The second type of DNS attack happens when attackers take over one or more authoritative DNS servers for a domain. In his post, von Wallenstein noted that authoritative DNS hosting is the type of service that his firm provides to Twitter. However, Dyn Inc. wasn't targeted by the SEA, so their services to Twitter were not impacted by Tuesday's incident.
If an attacker were to compromise an authoritative DNS, von Wallenstein explains, the effect would be global. While that wasn't what the SEA did during their most recent attack, it's been done before.
In 2009, Twitter suffered a separate attack by the Iranian Cyber Army. The group altered DNS records and redirected traffic to propaganda hosted on servers they controlled. The ability to alter DNS settings came after the Iranian Cyber Army compromised a Twitter staffer's email account, and then used that account to authorize DNS changes. During that incident Dyn Inc. was the registrar contacted in order to process the change request.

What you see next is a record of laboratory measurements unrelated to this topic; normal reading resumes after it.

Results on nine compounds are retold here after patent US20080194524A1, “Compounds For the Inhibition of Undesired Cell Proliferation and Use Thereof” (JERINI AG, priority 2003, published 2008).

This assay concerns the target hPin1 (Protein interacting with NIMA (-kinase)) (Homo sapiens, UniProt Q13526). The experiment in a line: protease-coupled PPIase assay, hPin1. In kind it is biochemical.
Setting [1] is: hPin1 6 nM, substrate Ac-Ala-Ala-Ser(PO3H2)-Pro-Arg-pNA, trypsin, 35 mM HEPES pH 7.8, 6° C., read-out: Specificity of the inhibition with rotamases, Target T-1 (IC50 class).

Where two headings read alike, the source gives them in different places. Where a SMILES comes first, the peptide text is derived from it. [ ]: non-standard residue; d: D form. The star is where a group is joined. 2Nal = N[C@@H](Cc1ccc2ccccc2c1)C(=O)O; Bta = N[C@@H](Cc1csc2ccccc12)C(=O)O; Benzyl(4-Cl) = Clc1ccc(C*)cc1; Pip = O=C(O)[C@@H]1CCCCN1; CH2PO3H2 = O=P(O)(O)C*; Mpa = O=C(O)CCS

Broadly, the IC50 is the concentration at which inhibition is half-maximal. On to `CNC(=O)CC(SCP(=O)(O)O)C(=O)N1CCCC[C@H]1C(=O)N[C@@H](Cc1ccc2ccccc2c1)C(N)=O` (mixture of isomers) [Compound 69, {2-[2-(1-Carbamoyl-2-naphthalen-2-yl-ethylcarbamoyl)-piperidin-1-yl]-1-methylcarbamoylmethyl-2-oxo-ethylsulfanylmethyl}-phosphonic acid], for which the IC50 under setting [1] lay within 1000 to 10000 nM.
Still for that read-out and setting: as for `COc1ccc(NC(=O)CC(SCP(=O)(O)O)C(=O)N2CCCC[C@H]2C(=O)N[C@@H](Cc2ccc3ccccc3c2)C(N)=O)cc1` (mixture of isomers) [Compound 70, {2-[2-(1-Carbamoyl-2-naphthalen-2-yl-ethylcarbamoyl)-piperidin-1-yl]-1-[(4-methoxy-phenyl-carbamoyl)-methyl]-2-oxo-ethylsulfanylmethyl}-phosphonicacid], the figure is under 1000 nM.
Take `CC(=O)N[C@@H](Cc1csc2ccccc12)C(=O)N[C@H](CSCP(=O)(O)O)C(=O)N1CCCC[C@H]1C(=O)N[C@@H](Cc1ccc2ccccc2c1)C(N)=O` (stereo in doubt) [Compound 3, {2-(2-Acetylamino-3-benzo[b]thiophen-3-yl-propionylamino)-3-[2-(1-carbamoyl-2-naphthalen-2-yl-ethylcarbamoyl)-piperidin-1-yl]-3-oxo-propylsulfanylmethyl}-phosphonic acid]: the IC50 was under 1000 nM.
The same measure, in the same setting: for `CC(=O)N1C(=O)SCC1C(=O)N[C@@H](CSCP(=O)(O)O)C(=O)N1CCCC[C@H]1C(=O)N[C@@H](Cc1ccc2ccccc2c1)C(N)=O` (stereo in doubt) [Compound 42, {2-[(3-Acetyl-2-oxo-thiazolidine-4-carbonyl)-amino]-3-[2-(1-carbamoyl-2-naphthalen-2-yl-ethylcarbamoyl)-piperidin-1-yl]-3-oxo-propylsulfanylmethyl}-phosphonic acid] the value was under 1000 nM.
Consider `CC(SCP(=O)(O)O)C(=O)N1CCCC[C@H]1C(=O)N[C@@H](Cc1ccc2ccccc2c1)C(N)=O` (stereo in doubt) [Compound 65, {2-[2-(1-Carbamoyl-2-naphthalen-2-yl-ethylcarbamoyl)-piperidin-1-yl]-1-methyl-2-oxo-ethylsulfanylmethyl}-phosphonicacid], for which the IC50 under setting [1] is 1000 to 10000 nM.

Defense against these types of attacks often include strong passwords, and IP-based ACLs (acceptable client lists). Further, a solid training program that deals with social engineering will also be effective.
"I think the first step is recognizing the importance of authoritative DNS in our Internet connectivity trust model," Brenton said.
All the time and resources in the world can be placed into securing a webserver, but if an attacker can attack the authoritative server and point the DNS records at a different IP address, "to the rest of the world its still going to look like you've been owned," Brenton added.
"In fact it's worse because that one attack will also permit them to redirect your email or any other service you are offering. So hosting your authoritative server with a trusted authority is the simplest way to resolve this problem."
The third type of DNS attack is also the most problematic to undo. It happens when an attacker compromised the registration of the domain itself, and then uses that access to alter the DNS servers assigned to it.
This is also what the SEA did when they went after Twitter and the New York Times. They gained access to MelbourneIT, the registrar responsible for the domains targeted, and changed the authoritative DNS servers to their own.
"At this time, those authoritative nameservers answered all queries for the affected domains. What makes this attack so dangerous is what's called the TTL (time to live). Changes of this nature are globally cached on recursive DNS servers for typically 86,400 seconds, or a full day. Unless operators are able to purge caches, it can take an entire day (sometimes longer) for the effects to be reversed," von Wallenstein wrote.
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